Hyperspace Beacon: Have Star Wars The Old Republic’s visuals aged well?


Initially I wanted to write a column about how the transition of Star Wars: The Old Republic to Broadsword and how we’re seeing its new owners and old developers handle these first few months. However, I think it’s still too early to tell anything, to be honest. The dust on the move is still settling, and the current patch — Update 7.4 — was in the works before BioWare sent SWTOR spiraling away in an escape pod.

That conversation will need to wait until early 2024 when, one hopes, the studio will regroup after the holidays to share its roadmap for the future of this MMO. Then we might see what Broadsword thinks it can accomplished with its reduced team size and budget. But other than hearing a lot of enthusiasm on the recent livestream — which was welcome to witness — it’s hard to make a judgment call on how this will all shake out.

But there was something tucked into the livestream that I thought was interesting, which is that the team said that it’s working on some improved lighting tech to make cutscenes look more dynamic. A small effort for a significant visual payout.

That’s a cool idea, especially because a frequent line of criticism about this game is that it looks old. Now, I don’t particularly agree with this — SWTOR is stylized in a way that helped to push off the ravages of time — but it definitely doesn’t look like a Star Wars game that came out in the 2020s either. If a game looks and feels “old,” then it starts erecting a barrier to keep out both veteran and new players.

So the question of the day for me is: Has SWTOR’s visual design aged well? Or, more specially, what’s aged well and what hasn’t?

To be honest, I’ve always thought this was a good-looking game. Not the best MMO in the field, but it especially shines with some of its lush or detailed planetary environments. Having played KOTOR 1 and 2 in the past half-decade, I can tell you that those titles look so much more creaky (of course, they have nearly a decade on SWTOR, so let us not judge too harshly). In comparison, SWTOR looks sleek, colorful, and at its best when it’s portraying space battles, explosions, and machines going awry.

What doesn’t work quite as well are the facial expressions of its incredibly large cast of characters. That’s a problem considering how much we look at these people and what they’re saying. Even back in 2011, I found the faces far less emotional and nuanced than they should be. There’s an angry-brows-furrowed look now and then, but that’s about it. So that could use a facelift, if you pardon the expression.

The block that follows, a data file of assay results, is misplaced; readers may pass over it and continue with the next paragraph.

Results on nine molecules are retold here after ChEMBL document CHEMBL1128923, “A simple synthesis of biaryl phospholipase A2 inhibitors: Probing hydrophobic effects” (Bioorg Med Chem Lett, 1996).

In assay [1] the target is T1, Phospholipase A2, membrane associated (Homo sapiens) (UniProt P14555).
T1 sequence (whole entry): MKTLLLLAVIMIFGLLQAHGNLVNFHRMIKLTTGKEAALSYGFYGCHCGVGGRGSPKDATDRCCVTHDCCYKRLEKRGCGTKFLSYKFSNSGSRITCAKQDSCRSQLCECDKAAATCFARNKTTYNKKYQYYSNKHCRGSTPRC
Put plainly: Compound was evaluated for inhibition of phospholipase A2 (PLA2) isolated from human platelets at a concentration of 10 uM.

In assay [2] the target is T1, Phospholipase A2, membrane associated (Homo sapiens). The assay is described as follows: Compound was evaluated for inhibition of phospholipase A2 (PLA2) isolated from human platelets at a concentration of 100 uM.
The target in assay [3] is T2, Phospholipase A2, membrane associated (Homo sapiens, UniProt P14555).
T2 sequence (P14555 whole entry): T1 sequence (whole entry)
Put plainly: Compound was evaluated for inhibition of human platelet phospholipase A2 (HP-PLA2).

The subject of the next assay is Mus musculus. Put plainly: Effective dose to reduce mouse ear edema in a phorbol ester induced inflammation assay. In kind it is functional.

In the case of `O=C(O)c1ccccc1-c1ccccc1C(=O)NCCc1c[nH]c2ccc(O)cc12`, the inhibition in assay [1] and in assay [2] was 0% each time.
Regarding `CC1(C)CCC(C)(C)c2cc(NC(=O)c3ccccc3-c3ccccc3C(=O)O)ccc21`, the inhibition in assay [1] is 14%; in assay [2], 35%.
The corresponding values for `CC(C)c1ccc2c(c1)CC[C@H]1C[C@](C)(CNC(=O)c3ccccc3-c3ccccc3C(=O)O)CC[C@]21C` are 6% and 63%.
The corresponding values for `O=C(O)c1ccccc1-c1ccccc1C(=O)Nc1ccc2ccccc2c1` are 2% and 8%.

Animations are another point of consideration, and here, SWTOR is also a mixed bag. Having played a wide variety of MMOs, I could easily sort them between games that offer fluid and expressive animations (WoW, WildStar) and ones where stiff and arthritic are the order of the day (The Secret World comes to mind).

SWTOR sits somewhere in the middle of this spectrum. It all depends on what’s being animated (pets and vehicles are pretty great, on the whole) and when particular cutscenes were added to the game (newer, obviously, trouncing stuff made in the aughts).

What’s bothered me the most about this game is how the player character lacks those much-needed idle animations to make you look more natural. When you stop moving, you stand pretty stock-still while your companion turns to face you and looks down slightly. It’s always the same, and the human eye picks up on this sort of repetitive pattern. Sure, there are some fun emotes to give you more expressive animations when you’re killing time, but you have to activate those.

It’s a small thing, but this unnatural “at attention” pose breaks the illusion of a character’s personality. Even Star Trek Online offers a choice of resting poses as part of that customization and personal roleplay.

The technology and set dressing of SWTOR more than makes up for these small deficiencies. There’s a visual language to the Star Wars universe that’s delighted fans for decades, and it covers every corner of the game. While this is certainly more cartoony than the movies, it’s still the same universe where tech is chunky, powerful, and as unsubtle as can be.

The sci-fi setting in general and the franchise connection in specific do a lot to set this MMO apart from a large bulk of other titles, many of which are duking it out in the same fantasy space. Here? Here is where you get spaceships, lightsabers, droids, hover trains, and aliens that wouldn’t be caught dead at a renaissance faire.

I do agree that there’s a lot of room for improvement. Maybe not a flat-out overhaul, but smaller, strategic upgrades that give these graphics more depth and personality. Even lighting, if used well, can do so much to appeal to the modern eye.

In the end, there isn’t any MMO on the market that looks like SWTOR. Aging well is a pretty big concern for a game into its second decade of life, and if Broadsword wants to keep the eye candy going strong, it would be wise to look at reasonable ways to touch it up.

In MassivelyOP’s Hyperspace Beacon, we jump into our T-16 back home and ride through the hypergates of BioWare’s – now Broadsword’s – Star Wars: The Old Republic. Strap yourself in, kid — we gotta make the jump to hyperspace!
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